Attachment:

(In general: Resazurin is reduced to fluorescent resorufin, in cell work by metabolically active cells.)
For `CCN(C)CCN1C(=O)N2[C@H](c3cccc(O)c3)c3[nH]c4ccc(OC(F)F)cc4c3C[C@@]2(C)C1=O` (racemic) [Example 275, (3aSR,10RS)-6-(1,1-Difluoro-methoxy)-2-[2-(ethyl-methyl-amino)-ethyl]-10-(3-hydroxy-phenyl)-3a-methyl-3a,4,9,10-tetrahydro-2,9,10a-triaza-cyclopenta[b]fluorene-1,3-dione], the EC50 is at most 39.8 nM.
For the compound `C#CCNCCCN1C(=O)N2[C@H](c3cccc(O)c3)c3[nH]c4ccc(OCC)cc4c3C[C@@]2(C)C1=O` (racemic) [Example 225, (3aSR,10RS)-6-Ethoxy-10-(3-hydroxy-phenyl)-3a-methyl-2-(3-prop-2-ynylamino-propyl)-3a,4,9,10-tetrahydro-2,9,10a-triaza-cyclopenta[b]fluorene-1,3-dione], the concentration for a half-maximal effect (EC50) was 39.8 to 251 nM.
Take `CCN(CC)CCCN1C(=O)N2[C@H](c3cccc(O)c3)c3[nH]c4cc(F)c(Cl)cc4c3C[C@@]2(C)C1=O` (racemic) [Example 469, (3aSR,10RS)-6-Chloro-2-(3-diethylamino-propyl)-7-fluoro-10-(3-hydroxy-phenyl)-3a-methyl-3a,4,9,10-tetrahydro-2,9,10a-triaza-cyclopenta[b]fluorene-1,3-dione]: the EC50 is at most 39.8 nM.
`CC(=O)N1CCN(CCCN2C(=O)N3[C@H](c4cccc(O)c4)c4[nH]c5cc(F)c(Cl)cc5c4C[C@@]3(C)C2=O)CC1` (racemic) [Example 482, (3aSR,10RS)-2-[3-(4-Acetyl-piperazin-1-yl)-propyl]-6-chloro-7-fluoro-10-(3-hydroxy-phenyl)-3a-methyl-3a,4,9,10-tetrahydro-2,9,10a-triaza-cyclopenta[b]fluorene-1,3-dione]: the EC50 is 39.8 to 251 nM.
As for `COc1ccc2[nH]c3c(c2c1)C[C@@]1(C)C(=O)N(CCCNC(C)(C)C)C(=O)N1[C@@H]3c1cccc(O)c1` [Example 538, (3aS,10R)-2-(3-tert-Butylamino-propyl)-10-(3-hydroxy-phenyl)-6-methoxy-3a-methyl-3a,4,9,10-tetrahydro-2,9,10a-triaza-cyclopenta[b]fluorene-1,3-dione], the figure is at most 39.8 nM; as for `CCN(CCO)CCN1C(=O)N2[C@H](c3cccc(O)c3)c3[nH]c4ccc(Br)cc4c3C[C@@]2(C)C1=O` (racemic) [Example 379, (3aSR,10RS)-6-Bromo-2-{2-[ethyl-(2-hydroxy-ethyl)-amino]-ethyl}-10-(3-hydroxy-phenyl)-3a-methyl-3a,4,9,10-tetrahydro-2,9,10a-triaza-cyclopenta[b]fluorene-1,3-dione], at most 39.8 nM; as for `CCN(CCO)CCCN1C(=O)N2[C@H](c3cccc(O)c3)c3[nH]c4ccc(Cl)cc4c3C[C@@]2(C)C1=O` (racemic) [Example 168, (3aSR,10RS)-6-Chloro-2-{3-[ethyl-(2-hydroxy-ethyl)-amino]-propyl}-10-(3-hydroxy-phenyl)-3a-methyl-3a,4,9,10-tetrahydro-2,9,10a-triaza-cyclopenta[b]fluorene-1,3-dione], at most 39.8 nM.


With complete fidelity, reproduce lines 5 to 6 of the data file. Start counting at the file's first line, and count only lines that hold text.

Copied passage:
`CC(=O)N1CCN(CCCN2C(=O)N3[C@H](c4cccc(O)c4)c4[nH]c5cc(F)c(Cl)cc5c4C[C@@]3(C)C2=O)CC1` (racemic) [Example 482, (3aSR,10RS)-2-[3-(4-Acetyl-piperazin-1-yl)-propyl]-6-chloro-7-fluoro-10-(3-hydroxy-phenyl)-3a-methyl-3a,4,9,10-tetrahydro-2,9,10a-triaza-cyclopenta[b]fluorene-1,3-dione]: the EC50 is 39.8 to 251 nM.
As for `COc1ccc2[nH]c3c(c2c1)C[C@@]1(C)C(=O)N(CCCNC(C)(C)C)C(=O)N1[C@@H]3c1cccc(O)c1` [Example 538, (3aS,10R)-2-(3-tert-Butylamino-propyl)-10-(3-hydroxy-phenyl)-6-methoxy-3a-methyl-3a,4,9,10-tetrahydro-2,9,10a-triaza-cyclopenta[b]fluorene-1,3-dione], the figure is at most 39.8 nM; as for `CCN(CCO)CCN1C(=O)N2[C@H](c3cccc(O)c3)c3[nH]c4ccc(Br)cc4c3C[C@@]2(C)C1=O` (racemic) [Example 379, (3aSR,10RS)-6-Bromo-2-{2-[ethyl-(2-hydroxy-ethyl)-amino]-ethyl}-10-(3-hydroxy-phenyl)-3a-methyl-3a,4,9,10-tetrahydro-2,9,10a-triaza-cyclopenta[b]fluorene-1,3-dione], at most 39.8 nM; as for `CCN(CCO)CCCN1C(=O)N2[C@H](c3cccc(O)c3)c3[nH]c4ccc(Cl)cc4c3C[C@@]2(C)C1=O` (racemic) [Example 168, (3aSR,10RS)-6-Chloro-2-{3-[ethyl-(2-hydroxy-ethyl)-amino]-propyl}-10-(3-hydroxy-phenyl)-3a-methyl-3a,4,9,10-tetrahydro-2,9,10a-triaza-cyclopenta[b]fluorene-1,3-dione], at most 39.8 nM.